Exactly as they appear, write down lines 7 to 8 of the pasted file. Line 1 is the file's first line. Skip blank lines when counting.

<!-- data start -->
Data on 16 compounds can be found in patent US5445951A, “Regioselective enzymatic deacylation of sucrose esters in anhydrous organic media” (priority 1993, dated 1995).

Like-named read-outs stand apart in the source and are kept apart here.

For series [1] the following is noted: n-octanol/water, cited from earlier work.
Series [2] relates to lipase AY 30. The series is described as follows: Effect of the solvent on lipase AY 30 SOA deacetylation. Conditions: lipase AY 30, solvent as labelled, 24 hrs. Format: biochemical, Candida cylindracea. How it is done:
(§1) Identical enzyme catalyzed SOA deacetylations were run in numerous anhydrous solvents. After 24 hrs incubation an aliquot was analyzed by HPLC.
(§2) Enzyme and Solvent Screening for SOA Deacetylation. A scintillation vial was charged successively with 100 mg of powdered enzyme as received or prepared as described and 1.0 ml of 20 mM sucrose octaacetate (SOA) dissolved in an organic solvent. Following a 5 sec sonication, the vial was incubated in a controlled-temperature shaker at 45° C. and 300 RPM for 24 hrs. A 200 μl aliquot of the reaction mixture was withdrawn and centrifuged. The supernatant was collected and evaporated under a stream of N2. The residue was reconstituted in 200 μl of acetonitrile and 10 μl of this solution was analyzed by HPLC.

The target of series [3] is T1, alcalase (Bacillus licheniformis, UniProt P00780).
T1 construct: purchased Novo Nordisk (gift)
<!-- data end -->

The target of series [3] is T1, alcalase (Bacillus licheniformis, UniProt P00780).
T1 construct: purchased Novo Nordisk (gift)